The name El Yunque is believed to be a Spanish derivation of the Taíno Indian name for the area, Yuke, which means “white earth” because the mountaintops are often covered in clouds. The Taíno believed that El Yunque was a sacred place and home to their gods, the most powerful and revered being Yuquiyu, who protected mortals from evil. The Taíno visited the forest to cut trees, vines, and palm fronds to make canoes, baskets, and roofing thatch, and to gather its abundance of fruits, roots, and medicinal plants. It is also believed that religious ceremonies and rituals were held here. Many petroglyphs can be found carved into rocks and boulders throughout the forest.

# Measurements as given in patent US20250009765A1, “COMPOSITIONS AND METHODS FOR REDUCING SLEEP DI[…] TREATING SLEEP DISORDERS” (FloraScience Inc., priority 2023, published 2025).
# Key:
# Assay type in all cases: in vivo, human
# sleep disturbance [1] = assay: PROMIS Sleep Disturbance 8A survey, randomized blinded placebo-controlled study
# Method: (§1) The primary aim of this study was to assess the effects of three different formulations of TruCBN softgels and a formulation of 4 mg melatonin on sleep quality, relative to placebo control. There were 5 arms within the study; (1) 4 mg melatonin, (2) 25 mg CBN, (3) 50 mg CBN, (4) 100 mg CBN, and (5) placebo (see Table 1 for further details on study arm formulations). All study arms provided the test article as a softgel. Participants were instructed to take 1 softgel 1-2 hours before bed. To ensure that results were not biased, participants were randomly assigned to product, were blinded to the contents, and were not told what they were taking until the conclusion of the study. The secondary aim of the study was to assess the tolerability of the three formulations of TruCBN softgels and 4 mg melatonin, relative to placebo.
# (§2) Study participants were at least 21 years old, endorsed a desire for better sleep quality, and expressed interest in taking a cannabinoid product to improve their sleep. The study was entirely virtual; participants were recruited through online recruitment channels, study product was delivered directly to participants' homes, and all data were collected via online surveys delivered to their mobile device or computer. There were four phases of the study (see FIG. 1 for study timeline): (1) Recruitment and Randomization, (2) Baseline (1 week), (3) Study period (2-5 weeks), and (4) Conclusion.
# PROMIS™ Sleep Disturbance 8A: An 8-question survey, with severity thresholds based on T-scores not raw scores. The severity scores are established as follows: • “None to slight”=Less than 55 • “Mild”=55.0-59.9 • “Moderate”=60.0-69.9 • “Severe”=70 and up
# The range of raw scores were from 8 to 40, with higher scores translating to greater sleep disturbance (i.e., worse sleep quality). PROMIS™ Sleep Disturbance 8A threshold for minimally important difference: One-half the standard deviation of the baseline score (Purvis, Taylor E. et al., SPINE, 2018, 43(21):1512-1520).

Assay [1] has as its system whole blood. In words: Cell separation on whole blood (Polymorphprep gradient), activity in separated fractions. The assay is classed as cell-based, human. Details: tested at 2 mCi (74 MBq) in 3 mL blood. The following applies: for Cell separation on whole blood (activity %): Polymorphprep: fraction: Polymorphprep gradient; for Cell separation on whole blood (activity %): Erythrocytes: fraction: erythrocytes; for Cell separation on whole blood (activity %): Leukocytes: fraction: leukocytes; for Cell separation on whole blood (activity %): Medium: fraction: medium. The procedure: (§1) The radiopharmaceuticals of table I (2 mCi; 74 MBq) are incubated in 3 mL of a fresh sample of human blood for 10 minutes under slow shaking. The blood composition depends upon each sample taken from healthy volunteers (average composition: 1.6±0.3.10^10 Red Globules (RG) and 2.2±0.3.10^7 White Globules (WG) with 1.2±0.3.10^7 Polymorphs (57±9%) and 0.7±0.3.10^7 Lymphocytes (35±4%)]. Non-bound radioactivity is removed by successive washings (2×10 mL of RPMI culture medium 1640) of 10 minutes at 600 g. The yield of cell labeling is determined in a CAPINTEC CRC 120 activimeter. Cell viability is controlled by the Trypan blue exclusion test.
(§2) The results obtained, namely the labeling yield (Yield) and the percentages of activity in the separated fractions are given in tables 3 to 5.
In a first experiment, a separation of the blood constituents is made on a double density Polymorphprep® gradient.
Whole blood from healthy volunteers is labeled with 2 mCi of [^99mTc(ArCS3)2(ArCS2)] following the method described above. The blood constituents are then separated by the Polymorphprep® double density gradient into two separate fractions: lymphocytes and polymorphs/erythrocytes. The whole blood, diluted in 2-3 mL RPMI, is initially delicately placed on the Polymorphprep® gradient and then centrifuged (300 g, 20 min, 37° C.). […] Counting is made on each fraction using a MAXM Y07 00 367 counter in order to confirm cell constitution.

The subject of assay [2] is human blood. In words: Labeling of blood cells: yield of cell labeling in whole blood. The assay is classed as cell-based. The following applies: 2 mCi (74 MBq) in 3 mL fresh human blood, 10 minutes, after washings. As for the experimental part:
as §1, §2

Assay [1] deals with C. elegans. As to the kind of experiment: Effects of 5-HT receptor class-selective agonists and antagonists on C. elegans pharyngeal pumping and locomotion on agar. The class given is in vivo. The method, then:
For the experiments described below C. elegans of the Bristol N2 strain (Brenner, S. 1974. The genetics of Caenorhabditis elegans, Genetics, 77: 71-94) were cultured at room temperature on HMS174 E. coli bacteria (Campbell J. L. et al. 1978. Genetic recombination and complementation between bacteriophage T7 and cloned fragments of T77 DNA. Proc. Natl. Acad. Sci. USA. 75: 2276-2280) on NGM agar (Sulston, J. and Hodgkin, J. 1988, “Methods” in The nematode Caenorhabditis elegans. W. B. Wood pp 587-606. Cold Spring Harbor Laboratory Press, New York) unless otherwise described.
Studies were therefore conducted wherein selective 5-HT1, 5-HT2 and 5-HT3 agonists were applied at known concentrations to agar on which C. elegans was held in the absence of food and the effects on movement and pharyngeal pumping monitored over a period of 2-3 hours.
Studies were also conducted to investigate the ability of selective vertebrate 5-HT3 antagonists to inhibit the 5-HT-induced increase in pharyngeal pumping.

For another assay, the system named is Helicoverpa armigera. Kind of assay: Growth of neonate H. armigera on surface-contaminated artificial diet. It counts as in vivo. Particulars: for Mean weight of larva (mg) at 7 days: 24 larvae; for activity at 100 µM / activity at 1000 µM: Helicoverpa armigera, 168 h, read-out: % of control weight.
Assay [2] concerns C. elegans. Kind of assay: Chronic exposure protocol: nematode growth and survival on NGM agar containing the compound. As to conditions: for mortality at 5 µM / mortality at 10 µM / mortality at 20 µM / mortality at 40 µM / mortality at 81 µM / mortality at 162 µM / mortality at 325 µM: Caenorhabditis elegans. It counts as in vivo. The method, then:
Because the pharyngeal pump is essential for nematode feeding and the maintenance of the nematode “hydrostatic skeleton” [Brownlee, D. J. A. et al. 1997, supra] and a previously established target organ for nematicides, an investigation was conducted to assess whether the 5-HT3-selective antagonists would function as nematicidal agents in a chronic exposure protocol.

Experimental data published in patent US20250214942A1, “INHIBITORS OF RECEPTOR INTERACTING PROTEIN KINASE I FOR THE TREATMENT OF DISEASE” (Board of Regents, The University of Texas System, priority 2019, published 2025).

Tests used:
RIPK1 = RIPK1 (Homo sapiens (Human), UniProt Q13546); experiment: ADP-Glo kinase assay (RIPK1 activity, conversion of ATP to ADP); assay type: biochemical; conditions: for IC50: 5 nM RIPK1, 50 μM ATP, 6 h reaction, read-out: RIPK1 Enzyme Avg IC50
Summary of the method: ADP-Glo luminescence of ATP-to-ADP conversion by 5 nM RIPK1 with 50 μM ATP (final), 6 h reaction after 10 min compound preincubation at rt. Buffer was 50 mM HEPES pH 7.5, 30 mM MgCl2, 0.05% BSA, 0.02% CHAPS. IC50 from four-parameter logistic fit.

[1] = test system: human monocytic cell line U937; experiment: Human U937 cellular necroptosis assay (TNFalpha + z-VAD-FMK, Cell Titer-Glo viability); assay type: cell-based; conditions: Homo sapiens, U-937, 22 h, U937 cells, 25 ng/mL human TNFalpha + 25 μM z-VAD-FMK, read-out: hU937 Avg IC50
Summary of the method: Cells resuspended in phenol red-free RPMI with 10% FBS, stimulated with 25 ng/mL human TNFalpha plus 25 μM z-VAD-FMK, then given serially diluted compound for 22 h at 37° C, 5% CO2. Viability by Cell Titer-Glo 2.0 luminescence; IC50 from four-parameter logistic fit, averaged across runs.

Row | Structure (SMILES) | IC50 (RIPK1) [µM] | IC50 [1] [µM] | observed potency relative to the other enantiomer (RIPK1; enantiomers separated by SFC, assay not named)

Upon the arrival of Spanish settlers, attempts were made to exploit the forest’s resources. The timber industry initiated forestation, and copper mining was pursued. But in 1876, King Alfonso XII of Spain decreed 12,300 acres of the forest a preserve, making it one of the oldest forest reserves in the western hemisphere. In 1903, after the United States gained control of Puerto Rico following the Spanish-American War, President Theodore Roosevelt designated the area the Luquillo Forest Reserve, and it was eventually expanded to its current size. Further securing its safekeeping, the United Nations designated it as part of the international network of biosphere reserves in 1976.
© Suzanne Van Atten from Moon Puerto Rico, 2nd Edition